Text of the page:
• “The overarching problem is that the algorithms used by the social media companies actively discourage authoritative information—disagreement and outlandish statements result in more engagement….Most scientists don’t appreciate how public resistance to facts can be amplified by inanimate algorithms, rather than by living conspiracy theorists, that reinforce what people choose to engage with. Science editor Holden Thorpe weighs the relative merits of scientists participating in social media, and finds a mixed bag of outcomes – although one amenable to improvement.
  • “…while the Sunshine Act has clearly helped expose important commercial influences on both prescribing and the scale of industry involvement with physicians, it has also, paradoxically, fuelled further commercial surveillance and marketing. The article casts new light on innovative pharmaceutical marketing approaches and the key role of data brokers and analytics companies in the identification, targeting, managing, and surveillance of physicians.” An article by Mulinari and Ozieranski published in Big Data and Society reports paradoxical effects from the Sunshine Act, a law that mandated transparent reporting of financial relationships between physicians and the medical products industry.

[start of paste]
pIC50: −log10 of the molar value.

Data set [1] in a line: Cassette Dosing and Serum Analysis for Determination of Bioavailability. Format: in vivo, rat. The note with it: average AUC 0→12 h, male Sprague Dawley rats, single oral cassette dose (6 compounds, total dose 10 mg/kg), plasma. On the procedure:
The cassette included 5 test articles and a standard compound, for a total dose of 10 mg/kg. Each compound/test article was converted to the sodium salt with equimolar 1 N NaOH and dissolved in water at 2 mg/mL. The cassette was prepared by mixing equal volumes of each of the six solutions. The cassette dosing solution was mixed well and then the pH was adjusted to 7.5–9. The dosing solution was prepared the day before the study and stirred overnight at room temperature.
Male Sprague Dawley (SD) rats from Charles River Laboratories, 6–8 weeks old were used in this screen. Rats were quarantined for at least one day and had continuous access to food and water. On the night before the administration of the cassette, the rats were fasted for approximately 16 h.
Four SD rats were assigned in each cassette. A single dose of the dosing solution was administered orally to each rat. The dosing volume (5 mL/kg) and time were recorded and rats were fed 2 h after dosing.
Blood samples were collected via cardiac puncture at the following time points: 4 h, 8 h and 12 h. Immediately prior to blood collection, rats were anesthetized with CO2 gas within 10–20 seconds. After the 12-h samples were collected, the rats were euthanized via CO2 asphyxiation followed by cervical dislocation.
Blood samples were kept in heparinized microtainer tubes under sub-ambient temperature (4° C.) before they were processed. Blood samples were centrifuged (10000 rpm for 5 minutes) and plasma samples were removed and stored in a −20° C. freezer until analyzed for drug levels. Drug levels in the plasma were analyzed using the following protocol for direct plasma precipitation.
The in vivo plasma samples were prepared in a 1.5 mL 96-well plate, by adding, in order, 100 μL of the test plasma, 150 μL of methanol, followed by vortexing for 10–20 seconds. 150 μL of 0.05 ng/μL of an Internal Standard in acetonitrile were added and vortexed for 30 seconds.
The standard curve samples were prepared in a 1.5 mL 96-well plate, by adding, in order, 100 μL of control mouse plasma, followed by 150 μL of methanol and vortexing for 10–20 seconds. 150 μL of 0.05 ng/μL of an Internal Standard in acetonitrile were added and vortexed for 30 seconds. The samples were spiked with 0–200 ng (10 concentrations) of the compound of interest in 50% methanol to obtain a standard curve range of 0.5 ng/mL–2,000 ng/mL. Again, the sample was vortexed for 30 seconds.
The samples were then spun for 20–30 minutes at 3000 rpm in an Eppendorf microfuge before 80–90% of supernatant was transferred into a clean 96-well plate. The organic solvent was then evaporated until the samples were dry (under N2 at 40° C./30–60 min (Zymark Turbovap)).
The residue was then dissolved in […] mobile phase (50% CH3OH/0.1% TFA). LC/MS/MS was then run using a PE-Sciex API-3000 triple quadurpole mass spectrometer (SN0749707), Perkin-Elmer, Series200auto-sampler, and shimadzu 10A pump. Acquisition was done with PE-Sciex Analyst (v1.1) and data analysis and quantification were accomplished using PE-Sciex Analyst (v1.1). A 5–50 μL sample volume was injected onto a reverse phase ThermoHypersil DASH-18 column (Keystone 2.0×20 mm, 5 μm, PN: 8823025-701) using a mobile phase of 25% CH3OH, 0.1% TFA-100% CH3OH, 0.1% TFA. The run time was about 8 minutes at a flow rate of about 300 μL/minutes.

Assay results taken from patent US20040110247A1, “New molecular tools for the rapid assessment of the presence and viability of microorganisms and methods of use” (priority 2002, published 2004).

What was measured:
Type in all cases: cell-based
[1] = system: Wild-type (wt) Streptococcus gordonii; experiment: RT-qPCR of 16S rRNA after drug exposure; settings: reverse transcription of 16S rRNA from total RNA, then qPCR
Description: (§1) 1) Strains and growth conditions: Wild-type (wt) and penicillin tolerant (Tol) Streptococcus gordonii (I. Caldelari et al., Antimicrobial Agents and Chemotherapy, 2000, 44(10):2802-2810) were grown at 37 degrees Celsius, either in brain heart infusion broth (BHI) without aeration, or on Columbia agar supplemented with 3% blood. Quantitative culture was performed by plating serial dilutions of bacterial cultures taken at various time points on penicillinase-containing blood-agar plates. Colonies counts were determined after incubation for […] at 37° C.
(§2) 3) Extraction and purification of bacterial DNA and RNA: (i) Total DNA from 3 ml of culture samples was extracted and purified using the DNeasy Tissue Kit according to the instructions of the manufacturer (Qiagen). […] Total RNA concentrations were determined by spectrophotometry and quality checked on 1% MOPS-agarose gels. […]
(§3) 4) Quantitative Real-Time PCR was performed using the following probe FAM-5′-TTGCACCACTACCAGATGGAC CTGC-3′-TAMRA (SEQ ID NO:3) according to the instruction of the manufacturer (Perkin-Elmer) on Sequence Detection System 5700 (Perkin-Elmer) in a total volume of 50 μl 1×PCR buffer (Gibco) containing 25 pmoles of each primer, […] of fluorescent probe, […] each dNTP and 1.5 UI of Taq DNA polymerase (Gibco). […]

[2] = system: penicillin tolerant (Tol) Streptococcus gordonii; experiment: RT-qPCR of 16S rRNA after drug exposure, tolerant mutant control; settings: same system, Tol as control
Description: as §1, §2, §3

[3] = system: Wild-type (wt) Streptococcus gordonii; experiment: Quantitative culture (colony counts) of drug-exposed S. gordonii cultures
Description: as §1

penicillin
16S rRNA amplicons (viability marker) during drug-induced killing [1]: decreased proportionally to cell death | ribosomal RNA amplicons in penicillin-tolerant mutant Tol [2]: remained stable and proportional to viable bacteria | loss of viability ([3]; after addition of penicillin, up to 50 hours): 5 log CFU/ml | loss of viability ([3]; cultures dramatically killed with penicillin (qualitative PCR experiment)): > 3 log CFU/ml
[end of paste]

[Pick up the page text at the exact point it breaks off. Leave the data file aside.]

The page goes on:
• The February issue of Health Affairs is devoted to different facets of racial equity in healthcare, including articles examining racial bias in electronic health record notes and bias in machine learning in healthcare settings. (Notably, shortly after the theme issue was released, Health Affairs’ digital strategist Patti Sweet noted that attempts to promote the theme issue on Health Affairs’ social media channels were being blocked by bots that flagged their messages as potentially objectionable: “…now we’re just angry. The bots or the algorithms—whatever you want to call them—are blocking our content. Our ads have been scanned by a robot; the robot sees the word ‘racism’ and disapproves the material.”)
  • “Telehealth proponents expected the pandemic to net them a windfall of convincing evidence that virtual care could increase quality and cut spending. But two years after health systems went virtual almost overnight, industry watchers are still disputing a key aspect that could determine telehealth’s fate: whether the option for virtual visits means patients will see doctors more often than they would in-person.” A STAT News feature (log-in required) by Mohana Ravindranath examines ongoing efforts to get a handle on the actual impact of the “pivot” to telehealth services that was thrown into high gear during the COVID pandemic.